For example, when Magoosh tweaked the algorithm to make the GMAT practice test more accurate, but they worried that the lower scores on practice tests might lower NPS scores among respondents who hadn’t yet taken the real test.
To figure out what would happen, they decided to A/B test two different algorithms for the practice test. Group A received the old algorithm, which tended to produce higher scores. Group B received the newer, harsher (but more accurate) algorithm.
After deploying the two different tests to their respective groups, they learned that scoring lower on practice tests had no negative impact on NPS. Plus, once these students took the real test, they gave Magoosh a higher NPS score.
Naturally, Magoosh updated their practice test based on this information. “Suddenly, NPS had a new use case for us – as a powerful, agile product tool,” according to Peter Poer, Director at Magoosh.
NPS is powerful on its own but is even better when layered on other data. Which leads me to…
9. NPS is a layer, not a silo
As we’ve already discussed, NPS is a catalyst for feedback. In the SaaS world, this can apply to a product, marketing, customer success and support. Because of its value to the entire company, it’s beneficial to think of NPS as a layer rather than a silo. Don’t collect feedback in a vacuum — make it an open, transparent process.
Another benefit of building NPS into the company is the ability to share data. Not everyone in the company communicates with customers daily, so the feedback can provide a context where it might otherwise be missing.
Technical integration is easy with tools like Wootric, which connects to your application through native integrations, as well as Segment, Zapier, and mParticle. Once the data is flowing, you can be more specific about where the feedback goes. For example, at Wootric, we add NPS feedback to customer records in Intercom and Hubspot, send NPS feedback to the product engineers in a Slack channel, and keep the sales team up-to-date in Salesforce.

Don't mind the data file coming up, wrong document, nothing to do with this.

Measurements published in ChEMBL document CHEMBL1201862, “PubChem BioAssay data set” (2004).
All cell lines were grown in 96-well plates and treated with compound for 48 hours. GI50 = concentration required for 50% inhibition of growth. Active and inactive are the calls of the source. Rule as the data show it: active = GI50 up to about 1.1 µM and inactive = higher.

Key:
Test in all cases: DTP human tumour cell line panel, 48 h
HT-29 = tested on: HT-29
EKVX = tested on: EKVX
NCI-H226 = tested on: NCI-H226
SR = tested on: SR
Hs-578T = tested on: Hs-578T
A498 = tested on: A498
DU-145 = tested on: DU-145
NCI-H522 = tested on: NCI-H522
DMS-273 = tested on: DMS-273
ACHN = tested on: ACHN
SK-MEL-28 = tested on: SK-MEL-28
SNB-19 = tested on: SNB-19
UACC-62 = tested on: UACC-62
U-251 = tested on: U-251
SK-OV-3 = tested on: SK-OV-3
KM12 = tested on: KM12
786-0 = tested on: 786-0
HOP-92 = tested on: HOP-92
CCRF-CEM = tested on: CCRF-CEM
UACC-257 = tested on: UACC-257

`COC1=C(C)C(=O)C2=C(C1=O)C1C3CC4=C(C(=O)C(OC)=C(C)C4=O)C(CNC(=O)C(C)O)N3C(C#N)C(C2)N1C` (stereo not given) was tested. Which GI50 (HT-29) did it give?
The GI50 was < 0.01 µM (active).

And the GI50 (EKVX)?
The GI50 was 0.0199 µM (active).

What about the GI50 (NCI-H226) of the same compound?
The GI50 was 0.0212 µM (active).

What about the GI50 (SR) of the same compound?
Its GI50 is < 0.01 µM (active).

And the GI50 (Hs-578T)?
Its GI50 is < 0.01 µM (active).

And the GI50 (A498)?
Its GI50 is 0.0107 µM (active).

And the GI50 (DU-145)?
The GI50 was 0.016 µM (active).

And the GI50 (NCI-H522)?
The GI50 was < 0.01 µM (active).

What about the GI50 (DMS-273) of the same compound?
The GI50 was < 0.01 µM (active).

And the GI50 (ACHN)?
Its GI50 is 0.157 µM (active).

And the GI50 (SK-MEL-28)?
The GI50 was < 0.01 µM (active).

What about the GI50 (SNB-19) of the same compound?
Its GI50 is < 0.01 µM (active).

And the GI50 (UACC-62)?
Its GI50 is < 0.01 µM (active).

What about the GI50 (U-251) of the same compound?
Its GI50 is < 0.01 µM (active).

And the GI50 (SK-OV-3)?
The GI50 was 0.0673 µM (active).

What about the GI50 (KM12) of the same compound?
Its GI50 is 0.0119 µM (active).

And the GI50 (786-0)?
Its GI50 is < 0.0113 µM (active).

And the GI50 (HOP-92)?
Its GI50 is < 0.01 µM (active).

Eventually, as your program matures, each team will want an NPS analytics dashboard scoped for what they care about. For example, the iOS and Android teams just want to understand feedback from users of their respective applications.
When everything is connected, the feedback loop is tight. And that is what makes the NPS cycle go round.
10. Use NPS to create a customer-centric culture
Why are some companies so focused on making their customers happy while others treat customers like a nuisance?
Customer-centricity doesn’t happen by accident. It’s sewn into the fabric of a business with 1,000 needles. When customer-centricity permeates an entire business, decisions are easier to make. Instead of wondering how to respond to an angry customer, support reps default to empathy.
A few guiding strategies lead to a series of small moments. The cumulative effect of those moments is a company that develops trust with its customers. And it all comes down to culture.
NPS is just one way to build the voice of your customers into your company. Sending responses into Slack ensures that everyone is thinking about the purpose behind their work. Acknowledging employees who garnered good feedback encourages buy-in from the whole staff. Displaying real-time NPS in the office keeps the customer experience top of mind. Discussing NPS in all-hands meetings demonstrates the company’s commitment to the customer.
Author: Wootric Team
Date: 2020 08 08